Heart rate variability as a prognostic tool in cardiology. A contribution to the problem from a theoretical point of view.
BACKGROUND Recent clinical studies have proposed standard deviation of heart rate as a diagnostic tool for the outcome of cardiac infarction. Mathematical analysis of heart rate variability shows that heart rate is influenced by different frequency components derived from different parts of the autonomous nervous system. In the experimental part of this study, we investigated the possibility of calculating a variable describing the parasympathetic branch of the autonomous nervous system exclusively.
METHODS AND RESULTS In 60 healthy volunteers, heart rate was measured to 1 millisecond during two different conditions: 5 minutes of rest, and 5 minutes of intermittent handgrip dynamometry; the latter is known to increase sympathetic arousal selectively. Heart rate was found to be lower at rest (65.9 +/- 9.7 beats per minute) than during dynamometry (72.8 +/- 10.4 beats per minute, P < .001). Respiratory sinus arrhythmia (RSA) calculated from the mean absolute differences between successive heart beats showed no significant change (3.01 +/- 1.62 beats per minute at rest versus 2.97 +/- 1.30 beats per minute during dynamometry). In contrast, standard deviation increased from 5.19 +/- 1.98 to 9.22 +/- 3.56 beats per minute (P < .001).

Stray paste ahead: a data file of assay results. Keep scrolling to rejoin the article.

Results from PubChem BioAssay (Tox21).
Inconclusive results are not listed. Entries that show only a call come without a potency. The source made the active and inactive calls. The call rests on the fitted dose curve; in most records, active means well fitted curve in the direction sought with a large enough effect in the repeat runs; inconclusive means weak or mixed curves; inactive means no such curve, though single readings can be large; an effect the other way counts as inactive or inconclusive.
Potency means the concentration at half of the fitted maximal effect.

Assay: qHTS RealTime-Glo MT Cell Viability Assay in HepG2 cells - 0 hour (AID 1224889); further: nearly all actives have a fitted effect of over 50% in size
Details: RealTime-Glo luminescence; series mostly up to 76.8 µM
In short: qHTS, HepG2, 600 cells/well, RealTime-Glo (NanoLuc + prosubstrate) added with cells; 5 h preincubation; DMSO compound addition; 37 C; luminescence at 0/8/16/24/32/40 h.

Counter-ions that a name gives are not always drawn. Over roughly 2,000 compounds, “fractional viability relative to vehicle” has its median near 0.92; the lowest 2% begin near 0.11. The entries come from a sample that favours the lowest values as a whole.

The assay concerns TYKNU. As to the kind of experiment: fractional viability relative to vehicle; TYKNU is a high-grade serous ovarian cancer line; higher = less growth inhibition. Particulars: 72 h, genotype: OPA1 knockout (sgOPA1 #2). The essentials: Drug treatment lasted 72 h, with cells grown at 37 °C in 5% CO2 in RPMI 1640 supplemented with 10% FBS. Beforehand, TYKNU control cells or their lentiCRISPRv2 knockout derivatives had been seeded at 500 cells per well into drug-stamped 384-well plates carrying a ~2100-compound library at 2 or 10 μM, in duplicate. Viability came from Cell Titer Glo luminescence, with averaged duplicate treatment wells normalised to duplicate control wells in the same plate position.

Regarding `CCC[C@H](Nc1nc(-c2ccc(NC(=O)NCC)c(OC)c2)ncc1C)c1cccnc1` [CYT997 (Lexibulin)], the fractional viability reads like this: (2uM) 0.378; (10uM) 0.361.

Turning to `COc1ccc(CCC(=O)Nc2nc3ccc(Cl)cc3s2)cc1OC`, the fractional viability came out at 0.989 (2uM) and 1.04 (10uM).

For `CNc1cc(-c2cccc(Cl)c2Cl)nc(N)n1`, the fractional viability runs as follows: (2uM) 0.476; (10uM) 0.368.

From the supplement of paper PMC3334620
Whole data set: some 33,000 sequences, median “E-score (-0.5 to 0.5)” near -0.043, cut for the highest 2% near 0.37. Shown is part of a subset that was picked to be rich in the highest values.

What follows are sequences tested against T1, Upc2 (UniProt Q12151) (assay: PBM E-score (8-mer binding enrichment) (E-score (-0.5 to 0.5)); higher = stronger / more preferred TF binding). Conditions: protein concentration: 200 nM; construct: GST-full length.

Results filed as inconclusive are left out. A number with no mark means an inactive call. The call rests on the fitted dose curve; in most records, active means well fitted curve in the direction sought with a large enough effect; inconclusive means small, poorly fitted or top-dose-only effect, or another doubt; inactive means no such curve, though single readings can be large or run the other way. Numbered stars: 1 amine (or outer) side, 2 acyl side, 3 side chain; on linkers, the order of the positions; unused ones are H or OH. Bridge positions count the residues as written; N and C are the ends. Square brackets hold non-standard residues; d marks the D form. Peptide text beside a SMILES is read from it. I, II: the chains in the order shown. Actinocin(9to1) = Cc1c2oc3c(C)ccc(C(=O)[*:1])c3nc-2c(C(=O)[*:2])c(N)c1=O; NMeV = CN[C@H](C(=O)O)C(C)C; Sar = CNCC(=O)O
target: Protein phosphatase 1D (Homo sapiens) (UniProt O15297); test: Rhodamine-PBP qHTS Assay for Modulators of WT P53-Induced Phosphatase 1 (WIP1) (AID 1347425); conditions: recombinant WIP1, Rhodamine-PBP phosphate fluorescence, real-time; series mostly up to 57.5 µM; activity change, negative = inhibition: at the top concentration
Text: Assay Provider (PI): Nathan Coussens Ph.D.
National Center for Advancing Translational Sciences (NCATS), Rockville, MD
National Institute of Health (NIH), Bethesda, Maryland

CONCLUSIONS It can be concluded from these data as well as from other plots presented in this article that RSA is a measure of the parasympathetic vagal tone, whereas standard deviation is increased by both sympathetic and parasympathetic arousal. Clinical evidence and data from physiological experiments are presented to show that a selective measure of vagal tone like RSA may offer advantages over standard deviation as a prognostic tool in cardiology.
- Copyright © 1994 by American Heart Association